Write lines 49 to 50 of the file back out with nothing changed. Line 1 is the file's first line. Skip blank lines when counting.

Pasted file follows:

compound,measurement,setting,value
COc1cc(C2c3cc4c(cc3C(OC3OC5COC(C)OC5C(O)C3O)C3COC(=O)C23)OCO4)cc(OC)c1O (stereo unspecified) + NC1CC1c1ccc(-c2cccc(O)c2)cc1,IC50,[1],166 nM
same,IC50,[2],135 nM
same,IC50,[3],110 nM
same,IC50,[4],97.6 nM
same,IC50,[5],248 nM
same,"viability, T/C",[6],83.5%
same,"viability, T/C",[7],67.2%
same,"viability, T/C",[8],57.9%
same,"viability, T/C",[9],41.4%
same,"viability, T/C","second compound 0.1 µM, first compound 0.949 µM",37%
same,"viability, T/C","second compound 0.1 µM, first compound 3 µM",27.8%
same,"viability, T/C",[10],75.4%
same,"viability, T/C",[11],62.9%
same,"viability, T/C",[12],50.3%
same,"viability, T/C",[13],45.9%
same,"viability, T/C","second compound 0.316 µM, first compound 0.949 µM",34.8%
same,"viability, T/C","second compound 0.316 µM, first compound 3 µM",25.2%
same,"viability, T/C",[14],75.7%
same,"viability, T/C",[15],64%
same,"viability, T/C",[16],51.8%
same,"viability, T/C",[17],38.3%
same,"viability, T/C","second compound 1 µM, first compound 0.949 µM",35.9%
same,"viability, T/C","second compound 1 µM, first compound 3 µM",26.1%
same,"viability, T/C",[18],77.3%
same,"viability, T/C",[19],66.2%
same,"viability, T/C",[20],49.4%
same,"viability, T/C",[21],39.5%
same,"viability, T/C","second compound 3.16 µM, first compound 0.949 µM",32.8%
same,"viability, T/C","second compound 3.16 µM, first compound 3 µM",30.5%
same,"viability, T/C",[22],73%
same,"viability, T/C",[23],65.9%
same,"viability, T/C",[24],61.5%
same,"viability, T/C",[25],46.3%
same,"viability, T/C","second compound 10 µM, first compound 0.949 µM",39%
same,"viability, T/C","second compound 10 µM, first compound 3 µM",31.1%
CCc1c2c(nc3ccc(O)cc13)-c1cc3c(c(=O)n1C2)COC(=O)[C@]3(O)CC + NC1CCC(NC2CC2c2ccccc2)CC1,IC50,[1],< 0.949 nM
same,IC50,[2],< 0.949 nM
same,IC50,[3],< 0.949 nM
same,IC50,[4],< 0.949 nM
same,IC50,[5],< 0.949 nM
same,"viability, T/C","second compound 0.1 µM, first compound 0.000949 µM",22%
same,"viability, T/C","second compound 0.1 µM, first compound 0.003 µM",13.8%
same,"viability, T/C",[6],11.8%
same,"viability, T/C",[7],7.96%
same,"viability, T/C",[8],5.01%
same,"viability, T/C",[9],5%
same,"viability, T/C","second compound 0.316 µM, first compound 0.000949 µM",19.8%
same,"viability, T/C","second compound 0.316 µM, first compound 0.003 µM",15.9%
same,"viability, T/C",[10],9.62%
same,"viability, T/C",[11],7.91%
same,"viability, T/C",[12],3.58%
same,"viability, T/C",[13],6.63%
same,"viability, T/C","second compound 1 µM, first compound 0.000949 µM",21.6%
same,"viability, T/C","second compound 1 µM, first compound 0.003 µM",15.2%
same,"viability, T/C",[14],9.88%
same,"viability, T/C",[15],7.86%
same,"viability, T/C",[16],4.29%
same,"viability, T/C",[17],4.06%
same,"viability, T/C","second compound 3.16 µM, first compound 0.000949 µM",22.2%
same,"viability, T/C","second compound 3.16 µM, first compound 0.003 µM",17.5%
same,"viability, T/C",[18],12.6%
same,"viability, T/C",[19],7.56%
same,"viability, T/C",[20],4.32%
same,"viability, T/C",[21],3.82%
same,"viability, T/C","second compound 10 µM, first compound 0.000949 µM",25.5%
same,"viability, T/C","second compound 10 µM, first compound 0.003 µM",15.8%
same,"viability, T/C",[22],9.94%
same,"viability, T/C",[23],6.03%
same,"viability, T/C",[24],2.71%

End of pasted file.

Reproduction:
same,"viability, T/C","second compound 0.316 µM, first compound 0.003 µM",15.9%
same,"viability, T/C",[10],9.62%